Fuqua (“Training Day” & “Southpaw”) provides an overqualified helming of this film which, based on its story, sounds more like your average run of the mill action movie. The action is stylized, intense, and aggressive. Fuqua provides a sleek look to this film that is grungy and grimly lit, the camera moves and vibrates around our hero as he and cinematographer Mauro Fiore (“Avatar”) make this movie pop with energy. 

Hemsey’s exceptional score assists in fabricating an action film with more than meets the eye, but Denzel Washington is the engine that keeps the car running. Never providing something nuanced, more of a combination of depictions we’ve seen before, it’s like Coach Boone (“Remember The Titans”) meets John Creasy (“Man on Fire”). He’s calm, cerebral-like, but can be admittedly intimidating. The best scenes are when we see the man behind the facade, a man experienced and seasoned with men like Nikolai (Marton Csokas). 

He’s provided that wisened aspect with his character, making him seem like a cross between Yoda and John Wick, but in all actuality, he’s just a man trying to find peace in a world where harmony has been eradicated. Answering the call for his guardianship because he has to be who he is in this world, he’s good at something that few of us ever try to be good at, nor should we. 

The film builds as I said, to its big showdown like any other action film, but it takes place in a hardware store of all places, the same store where McCall (Denzel Washington) works. He becomes inventive with his killing methods in a finale that is worth the wait. What’s weird is the lack of surprise his co-workers reveal while discovering that their co-worker is a mercenary. Finally learning what he used to do for a living, a comical subplot that is continuously rehashed throughout the film in which his co-workers attempt to guess what he used to do before he started working at Home Mart.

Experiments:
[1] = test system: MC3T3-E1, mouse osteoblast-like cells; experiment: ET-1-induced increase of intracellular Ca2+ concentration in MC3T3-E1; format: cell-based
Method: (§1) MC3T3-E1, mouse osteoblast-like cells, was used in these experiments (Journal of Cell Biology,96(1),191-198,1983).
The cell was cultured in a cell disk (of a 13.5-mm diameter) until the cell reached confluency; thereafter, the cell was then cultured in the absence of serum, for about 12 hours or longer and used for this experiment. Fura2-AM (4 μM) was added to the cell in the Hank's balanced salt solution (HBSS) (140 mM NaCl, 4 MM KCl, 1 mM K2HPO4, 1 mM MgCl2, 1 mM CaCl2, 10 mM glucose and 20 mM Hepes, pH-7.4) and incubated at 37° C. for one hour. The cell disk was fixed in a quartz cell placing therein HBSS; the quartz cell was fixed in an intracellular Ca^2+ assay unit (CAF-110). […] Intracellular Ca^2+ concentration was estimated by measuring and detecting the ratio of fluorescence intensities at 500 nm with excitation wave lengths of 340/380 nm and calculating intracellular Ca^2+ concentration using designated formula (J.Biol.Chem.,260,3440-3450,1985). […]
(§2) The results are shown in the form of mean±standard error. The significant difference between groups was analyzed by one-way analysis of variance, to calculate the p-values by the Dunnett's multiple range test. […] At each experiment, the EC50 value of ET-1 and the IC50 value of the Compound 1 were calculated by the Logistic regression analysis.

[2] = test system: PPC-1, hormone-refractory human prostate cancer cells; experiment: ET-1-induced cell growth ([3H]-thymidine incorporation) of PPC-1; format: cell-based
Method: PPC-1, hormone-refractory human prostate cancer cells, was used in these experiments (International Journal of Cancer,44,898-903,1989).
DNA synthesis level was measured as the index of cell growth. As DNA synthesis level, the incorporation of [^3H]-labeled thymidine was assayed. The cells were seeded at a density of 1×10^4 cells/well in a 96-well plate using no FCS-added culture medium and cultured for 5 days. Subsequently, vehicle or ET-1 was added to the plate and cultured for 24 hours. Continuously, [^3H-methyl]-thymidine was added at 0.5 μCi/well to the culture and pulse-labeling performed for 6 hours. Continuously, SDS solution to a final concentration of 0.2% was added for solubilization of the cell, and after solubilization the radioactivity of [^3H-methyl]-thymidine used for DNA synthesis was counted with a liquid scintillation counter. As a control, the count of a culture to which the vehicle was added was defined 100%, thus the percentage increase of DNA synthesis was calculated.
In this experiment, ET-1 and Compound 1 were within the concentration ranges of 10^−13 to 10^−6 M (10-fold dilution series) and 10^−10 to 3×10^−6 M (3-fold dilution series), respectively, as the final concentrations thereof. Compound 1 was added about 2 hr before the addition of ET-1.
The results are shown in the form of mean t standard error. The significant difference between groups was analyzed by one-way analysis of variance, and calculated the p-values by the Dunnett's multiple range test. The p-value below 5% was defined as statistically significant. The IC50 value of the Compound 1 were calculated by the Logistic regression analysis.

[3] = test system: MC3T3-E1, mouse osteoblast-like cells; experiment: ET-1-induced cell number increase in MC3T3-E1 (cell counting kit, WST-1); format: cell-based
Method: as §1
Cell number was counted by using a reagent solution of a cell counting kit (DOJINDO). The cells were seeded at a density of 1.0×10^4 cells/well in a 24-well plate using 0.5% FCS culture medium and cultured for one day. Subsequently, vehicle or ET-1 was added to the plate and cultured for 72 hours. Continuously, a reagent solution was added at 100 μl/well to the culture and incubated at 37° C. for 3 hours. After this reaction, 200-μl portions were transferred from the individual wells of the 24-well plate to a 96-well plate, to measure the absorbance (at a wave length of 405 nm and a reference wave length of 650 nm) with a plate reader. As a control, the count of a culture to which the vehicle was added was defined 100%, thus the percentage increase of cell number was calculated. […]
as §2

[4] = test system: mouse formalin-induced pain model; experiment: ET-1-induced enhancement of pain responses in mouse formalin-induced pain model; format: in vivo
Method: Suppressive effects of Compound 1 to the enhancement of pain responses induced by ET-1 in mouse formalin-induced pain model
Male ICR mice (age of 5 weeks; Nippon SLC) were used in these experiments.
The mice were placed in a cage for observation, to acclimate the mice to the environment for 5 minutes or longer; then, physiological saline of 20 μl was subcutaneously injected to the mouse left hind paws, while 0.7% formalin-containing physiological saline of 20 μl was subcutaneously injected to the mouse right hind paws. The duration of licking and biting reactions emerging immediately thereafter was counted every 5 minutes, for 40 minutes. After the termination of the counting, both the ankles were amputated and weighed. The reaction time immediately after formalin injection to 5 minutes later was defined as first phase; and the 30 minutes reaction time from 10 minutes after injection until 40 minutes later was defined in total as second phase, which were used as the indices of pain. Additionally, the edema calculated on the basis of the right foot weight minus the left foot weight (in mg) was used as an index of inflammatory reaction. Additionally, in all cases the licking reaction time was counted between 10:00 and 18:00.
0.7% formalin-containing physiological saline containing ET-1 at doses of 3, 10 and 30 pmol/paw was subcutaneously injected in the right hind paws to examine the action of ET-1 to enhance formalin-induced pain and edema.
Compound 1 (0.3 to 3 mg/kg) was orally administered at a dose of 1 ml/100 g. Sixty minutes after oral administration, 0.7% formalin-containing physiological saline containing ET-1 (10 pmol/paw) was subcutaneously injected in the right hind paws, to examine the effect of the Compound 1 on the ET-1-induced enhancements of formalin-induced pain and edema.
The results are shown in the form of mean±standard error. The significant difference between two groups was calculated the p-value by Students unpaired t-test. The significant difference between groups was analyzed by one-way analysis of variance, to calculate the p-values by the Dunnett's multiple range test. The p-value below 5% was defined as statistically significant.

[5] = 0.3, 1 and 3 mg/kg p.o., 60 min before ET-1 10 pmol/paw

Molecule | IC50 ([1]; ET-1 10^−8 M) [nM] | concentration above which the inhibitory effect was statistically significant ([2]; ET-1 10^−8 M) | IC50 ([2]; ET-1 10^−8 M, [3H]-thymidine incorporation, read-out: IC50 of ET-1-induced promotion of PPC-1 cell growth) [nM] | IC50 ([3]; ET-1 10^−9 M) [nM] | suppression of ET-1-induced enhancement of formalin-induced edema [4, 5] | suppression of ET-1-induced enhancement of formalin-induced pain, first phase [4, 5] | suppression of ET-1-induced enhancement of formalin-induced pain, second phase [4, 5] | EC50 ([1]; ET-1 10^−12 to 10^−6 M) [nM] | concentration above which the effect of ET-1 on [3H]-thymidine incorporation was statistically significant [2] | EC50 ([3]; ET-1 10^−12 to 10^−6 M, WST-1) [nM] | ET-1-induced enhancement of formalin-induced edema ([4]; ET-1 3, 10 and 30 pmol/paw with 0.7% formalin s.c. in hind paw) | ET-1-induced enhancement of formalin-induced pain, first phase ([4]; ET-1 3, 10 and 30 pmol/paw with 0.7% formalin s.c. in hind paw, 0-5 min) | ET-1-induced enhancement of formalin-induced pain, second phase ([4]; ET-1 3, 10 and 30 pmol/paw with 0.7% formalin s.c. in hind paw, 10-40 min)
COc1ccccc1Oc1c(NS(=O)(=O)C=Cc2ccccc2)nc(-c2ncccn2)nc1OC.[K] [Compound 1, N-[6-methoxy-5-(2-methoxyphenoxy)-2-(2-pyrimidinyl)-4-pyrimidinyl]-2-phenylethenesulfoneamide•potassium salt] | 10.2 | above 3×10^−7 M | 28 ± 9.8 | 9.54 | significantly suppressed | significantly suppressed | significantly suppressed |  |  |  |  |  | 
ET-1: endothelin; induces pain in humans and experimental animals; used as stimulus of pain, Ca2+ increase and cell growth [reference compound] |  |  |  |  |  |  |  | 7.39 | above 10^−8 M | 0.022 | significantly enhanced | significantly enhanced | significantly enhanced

These everyday people are never surprised by both his actions or the events going on around them; I can't say ever say I was either. It's predictabilty, and that lack of plausibility makes “The Equalizer” feel more like a cross between a comic book vigilante tale and a thematically driven action film. Entertaining? Hell yes. Believable? Not for a second. 
 

Skyscraper (2018)

   Director: Rawson Marshall Thurber  With: Dwayne Johnson, Neve Campbell, Chin Han, Pablo Schreiber, Noah Taylor, McKenna Roberts, Noah Cottrell, & Kevin Rankin.  Release: Jul 13, 2018  PG-13. 1 hr. 42 min.

Director: Rawson Marshall Thurber
With: Dwayne Johnson, Neve Campbell, Chin Han, Pablo Schreiber, Noah Taylor, McKenna Roberts, Noah Cottrell, & Kevin Rankin. 
Release: Jul 13, 2018
PG-13. 1 hr. 42 min.

 

Walking into to my theatre to see Rawson Marshall Thurber’s (“Central Intelligence” & “We’re the Millers”) “Skyscraper,” I, like any other critic or savvy filmgoer, saw this movie as a potential rip off of “Die Hard” or “The Towering Inferno,” and when the promotional posters accepted those catcalls of early criticism, it felt more like an admission of those objections being correct, and they are. 

It’s a film inspired by previous, and much better, movies that rarely allow for Thurber’s voice to be heard. The film even maintains the familiar traits of Dwayne “The Rock” Johnson’s previous works, #family themes can be found throughout the entirety of this big Hollywood blockbuster of a movie. It’s energetic enough to provide a thrilling experience at times, despite those moments feeling rehashed, and that lack of unoriginality makes this film seamlessly forgettable because there is nothing that shocks or surprises. It’s not a great film; it’s not even a good movie, it's a watchable and harmless big budget movie, as long as you ignore a lot of the blatant flaws and copycat moments.